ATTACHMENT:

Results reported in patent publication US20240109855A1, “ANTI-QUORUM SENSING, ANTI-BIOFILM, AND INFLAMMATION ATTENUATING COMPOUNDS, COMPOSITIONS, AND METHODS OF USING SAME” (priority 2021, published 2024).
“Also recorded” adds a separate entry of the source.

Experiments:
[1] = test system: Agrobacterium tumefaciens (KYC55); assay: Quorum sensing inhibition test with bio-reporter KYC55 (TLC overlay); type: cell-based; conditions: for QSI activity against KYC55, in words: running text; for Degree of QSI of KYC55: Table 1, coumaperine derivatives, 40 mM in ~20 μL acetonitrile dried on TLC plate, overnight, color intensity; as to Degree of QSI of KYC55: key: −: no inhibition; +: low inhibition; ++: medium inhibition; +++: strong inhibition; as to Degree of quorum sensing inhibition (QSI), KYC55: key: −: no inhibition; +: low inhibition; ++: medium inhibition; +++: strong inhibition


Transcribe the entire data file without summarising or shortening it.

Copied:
Results reported in patent publication US20240109855A1, “ANTI-QUORUM SENSING, ANTI-BIOFILM, AND INFLAMMATION ATTENUATING COMPOUNDS, COMPOSITIONS, AND METHODS OF USING SAME” (priority 2021, published 2024).
“Also recorded” adds a separate entry of the source.

Experiments:
[1] = test system: Agrobacterium tumefaciens (KYC55); assay: Quorum sensing inhibition test with bio-reporter KYC55 (TLC overlay); type: cell-based; conditions: for QSI activity against KYC55, in words: running text; for Degree of QSI of KYC55: Table 1, coumaperine derivatives, 40 mM in ~20 μL acetonitrile dried on TLC plate, overnight, color intensity; as to Degree of QSI of KYC55: key: −: no inhibition; +: low inhibition; ++: medium inhibition; +++: strong inhibition; as to Degree of quorum sensing inhibition (QSI), KYC55: key: −: no inhibition; +: low inhibition; ++: medium inhibition; +++: strong inhibition